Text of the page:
Flystrike in pets
Flystrike is a painful, sometimes fatal, condition caused by flies laying eggs on another animal, which hatch into maggots and eat their 'hosts' flesh.
If an animal becomes infested, seek immediate veterinary advice.
Which pets are most at risk?
Pets with dirty rear ends or generally dirty fur are particularly at risk. This may occur in animals which:
- are unable to clean themselves properly
- are ill, they may produce abnormally smelly urine or have diarrhoea
- are fed inappropriate diets
- have internal parasitic infection
- have open wound(s).
Even clean, well-kept pets can get flystrike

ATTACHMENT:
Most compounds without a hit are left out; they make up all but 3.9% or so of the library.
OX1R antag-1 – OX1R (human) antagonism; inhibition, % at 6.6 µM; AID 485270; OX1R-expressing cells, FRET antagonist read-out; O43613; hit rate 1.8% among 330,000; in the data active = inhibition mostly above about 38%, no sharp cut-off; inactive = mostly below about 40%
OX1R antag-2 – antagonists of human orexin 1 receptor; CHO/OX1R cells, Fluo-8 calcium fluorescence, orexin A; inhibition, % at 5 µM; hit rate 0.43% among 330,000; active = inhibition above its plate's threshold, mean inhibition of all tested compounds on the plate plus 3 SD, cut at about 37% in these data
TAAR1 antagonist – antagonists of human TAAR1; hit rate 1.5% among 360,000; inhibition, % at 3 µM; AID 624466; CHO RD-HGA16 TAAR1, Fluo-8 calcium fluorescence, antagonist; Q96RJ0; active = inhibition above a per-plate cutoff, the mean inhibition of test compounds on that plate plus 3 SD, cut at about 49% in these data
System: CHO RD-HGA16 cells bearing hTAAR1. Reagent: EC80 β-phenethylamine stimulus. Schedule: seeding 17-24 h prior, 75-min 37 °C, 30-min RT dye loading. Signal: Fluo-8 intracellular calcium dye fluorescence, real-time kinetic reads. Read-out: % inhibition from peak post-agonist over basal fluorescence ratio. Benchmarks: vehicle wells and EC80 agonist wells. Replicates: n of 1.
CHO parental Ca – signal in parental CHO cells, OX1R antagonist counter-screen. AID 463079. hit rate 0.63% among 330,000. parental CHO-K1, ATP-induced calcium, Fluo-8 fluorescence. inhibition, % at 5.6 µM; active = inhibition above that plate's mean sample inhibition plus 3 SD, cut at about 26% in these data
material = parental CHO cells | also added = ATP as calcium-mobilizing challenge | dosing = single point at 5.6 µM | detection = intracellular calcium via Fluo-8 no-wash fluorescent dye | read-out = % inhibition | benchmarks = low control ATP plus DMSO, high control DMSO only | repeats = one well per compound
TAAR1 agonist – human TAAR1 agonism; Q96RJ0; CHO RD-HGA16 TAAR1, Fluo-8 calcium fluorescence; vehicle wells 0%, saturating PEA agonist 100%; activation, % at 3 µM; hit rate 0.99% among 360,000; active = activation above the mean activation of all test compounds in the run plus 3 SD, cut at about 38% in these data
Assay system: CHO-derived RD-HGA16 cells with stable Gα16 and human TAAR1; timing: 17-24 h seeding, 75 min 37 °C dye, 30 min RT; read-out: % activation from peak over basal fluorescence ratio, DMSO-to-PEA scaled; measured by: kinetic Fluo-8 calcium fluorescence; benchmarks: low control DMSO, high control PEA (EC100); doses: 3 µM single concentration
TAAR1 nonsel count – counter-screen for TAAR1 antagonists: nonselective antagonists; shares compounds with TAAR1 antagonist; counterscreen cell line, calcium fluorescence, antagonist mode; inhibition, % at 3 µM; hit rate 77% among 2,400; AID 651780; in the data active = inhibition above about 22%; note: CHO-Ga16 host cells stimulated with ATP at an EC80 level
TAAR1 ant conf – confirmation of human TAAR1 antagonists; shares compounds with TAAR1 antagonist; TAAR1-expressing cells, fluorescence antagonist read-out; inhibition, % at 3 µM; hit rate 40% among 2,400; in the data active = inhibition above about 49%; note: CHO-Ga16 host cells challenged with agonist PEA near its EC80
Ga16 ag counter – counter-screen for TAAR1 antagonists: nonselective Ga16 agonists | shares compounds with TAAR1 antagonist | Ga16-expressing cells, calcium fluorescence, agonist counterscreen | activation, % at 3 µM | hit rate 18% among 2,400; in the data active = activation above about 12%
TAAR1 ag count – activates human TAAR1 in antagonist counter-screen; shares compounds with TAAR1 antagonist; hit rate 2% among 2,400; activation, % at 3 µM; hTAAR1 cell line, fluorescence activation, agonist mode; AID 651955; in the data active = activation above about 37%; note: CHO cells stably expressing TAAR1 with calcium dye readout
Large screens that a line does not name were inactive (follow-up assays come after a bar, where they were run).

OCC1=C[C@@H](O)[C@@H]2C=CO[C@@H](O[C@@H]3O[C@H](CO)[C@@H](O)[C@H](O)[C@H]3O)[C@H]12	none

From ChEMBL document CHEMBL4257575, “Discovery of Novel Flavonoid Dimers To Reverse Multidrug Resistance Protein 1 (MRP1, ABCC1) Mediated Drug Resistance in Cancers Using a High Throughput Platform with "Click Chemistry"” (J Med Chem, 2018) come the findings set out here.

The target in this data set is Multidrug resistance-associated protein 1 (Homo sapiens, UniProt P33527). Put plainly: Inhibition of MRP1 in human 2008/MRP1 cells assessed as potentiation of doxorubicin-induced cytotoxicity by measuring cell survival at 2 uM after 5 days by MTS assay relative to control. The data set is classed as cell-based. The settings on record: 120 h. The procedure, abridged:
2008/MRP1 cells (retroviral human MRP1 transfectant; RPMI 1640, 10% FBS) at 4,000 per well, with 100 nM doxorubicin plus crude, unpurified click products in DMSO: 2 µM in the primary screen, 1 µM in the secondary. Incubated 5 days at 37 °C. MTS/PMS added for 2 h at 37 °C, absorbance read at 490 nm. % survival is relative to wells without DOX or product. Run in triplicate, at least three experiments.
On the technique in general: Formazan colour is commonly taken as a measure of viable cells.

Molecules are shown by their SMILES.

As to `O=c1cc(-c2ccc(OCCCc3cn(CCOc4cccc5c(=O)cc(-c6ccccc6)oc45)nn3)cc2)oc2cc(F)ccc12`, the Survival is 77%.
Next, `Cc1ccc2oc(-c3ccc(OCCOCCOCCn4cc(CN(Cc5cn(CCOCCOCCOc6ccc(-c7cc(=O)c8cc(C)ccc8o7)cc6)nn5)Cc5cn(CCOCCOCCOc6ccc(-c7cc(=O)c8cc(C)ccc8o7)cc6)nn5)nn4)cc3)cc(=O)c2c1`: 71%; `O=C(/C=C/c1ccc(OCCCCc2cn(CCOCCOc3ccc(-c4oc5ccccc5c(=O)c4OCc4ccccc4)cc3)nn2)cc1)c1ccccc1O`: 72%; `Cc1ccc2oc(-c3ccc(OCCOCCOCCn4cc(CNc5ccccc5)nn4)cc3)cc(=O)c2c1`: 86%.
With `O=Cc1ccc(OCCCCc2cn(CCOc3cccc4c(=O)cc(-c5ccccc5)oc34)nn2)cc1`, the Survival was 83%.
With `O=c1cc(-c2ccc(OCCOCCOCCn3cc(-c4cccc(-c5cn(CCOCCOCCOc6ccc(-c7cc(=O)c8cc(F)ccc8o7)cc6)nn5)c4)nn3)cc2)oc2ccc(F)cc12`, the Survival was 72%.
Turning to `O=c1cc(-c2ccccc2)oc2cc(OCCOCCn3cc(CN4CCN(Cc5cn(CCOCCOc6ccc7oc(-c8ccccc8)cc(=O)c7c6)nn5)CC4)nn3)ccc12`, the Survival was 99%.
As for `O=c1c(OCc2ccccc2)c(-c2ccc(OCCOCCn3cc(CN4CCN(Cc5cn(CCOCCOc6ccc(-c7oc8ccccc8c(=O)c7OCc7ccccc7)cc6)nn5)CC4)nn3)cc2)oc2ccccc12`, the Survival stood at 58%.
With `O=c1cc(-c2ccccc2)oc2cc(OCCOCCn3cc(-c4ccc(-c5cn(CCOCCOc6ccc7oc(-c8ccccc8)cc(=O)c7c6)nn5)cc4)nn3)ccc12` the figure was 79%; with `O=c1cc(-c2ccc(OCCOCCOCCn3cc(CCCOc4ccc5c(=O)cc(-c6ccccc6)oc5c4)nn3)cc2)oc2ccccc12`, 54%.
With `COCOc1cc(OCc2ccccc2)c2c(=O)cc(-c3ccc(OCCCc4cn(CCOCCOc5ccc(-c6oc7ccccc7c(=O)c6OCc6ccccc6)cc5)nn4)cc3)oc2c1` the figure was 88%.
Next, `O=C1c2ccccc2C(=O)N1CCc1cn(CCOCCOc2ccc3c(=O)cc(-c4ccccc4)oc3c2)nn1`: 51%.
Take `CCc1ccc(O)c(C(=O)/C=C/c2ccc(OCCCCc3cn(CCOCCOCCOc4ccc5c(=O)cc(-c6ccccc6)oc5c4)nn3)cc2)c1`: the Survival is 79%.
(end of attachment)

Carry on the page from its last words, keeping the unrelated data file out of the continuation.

Preventing flystrike in pets
Flystrike can occur in hours. Toxic shock and death can result very quickly.
Speak to your vet about the best way of reducing the risk of flystrike before warmer weather starts between April and October.
Prevention methods include:
- Check for signs of illness/injury/abnormal behaviour daily.
- In warm weather check your pet all over their body, especially around their rear end and tail area at least twice a day.
- If your pets back end is dirty, clean immediately with warm water; ensure the area is dried thoroughly. It may be necessary to clip the fur; if you're unsure how to do this, seek advice from a specialist.
- Clean toilet areas daily.
- Clean housing and change bedding at least once a week.
- Ensure your pet is not overweight and is fed a correct diet.
- Consider insect-proofing the housing of pets living outside, putting net curtains over hutches and runs etc.
- Neuter female rabbits, entire females may be more prone to flystrike.
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